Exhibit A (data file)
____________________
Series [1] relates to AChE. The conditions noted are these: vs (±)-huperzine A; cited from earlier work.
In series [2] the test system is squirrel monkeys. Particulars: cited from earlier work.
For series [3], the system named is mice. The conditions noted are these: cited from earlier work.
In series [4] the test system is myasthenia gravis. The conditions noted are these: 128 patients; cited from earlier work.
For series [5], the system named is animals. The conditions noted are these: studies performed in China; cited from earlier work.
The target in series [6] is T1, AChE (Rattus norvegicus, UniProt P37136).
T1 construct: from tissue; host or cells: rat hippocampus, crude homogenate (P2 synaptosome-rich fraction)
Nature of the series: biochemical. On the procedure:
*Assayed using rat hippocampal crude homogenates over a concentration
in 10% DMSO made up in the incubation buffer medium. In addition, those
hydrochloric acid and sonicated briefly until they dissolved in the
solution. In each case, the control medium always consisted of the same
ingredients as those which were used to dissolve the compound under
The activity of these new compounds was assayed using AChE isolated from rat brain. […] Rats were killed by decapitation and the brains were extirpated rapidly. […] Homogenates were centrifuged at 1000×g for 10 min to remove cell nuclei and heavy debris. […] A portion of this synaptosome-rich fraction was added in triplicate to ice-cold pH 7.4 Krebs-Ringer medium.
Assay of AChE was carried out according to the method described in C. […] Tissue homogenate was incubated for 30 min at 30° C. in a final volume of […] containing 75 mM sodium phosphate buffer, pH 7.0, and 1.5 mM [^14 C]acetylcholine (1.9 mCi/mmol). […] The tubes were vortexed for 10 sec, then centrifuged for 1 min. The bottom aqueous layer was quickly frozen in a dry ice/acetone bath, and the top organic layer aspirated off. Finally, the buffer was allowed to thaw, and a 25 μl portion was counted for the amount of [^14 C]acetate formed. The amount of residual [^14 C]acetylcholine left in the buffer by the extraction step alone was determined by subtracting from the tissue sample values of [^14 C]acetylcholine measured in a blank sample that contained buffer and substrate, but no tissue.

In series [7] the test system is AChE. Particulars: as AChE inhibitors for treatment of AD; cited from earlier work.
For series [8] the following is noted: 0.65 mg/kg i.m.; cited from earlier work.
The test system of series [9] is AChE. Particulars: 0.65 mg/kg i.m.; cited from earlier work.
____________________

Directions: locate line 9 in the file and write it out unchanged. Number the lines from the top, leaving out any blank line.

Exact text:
*Assayed using rat hippocampal crude homogenates over a concentration